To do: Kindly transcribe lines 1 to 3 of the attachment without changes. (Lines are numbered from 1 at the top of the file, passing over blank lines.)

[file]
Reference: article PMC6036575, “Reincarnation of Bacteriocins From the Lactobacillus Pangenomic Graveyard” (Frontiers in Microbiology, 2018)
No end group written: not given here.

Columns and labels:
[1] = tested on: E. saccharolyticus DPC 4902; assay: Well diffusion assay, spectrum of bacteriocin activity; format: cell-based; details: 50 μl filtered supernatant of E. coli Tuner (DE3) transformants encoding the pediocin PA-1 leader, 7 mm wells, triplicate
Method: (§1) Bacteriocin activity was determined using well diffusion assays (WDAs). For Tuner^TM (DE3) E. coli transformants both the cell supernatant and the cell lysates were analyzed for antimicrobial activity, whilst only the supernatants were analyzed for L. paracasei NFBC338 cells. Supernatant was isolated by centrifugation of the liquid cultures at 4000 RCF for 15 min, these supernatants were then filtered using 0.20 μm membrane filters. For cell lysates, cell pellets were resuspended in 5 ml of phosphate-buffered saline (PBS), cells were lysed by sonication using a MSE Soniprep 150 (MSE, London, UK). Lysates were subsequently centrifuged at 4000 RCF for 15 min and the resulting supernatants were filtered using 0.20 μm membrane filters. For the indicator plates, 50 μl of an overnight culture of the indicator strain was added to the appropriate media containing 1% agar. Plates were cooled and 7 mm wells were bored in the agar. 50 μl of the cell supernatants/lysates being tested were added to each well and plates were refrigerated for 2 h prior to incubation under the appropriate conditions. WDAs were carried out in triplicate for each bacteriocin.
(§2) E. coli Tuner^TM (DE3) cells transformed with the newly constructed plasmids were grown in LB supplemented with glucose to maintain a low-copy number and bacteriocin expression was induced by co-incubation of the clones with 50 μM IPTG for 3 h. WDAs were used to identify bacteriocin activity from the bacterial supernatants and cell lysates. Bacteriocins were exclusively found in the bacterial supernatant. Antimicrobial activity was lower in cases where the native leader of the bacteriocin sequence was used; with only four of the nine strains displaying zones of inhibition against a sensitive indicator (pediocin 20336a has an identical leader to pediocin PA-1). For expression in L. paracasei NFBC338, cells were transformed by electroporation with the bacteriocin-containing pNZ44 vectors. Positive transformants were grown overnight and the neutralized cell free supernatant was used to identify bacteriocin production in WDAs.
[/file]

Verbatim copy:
Reference: article PMC6036575, “Reincarnation of Bacteriocins From the Lactobacillus Pangenomic Graveyard” (Frontiers in Microbiology, 2018)
No end group written: not given here.

Columns and labels: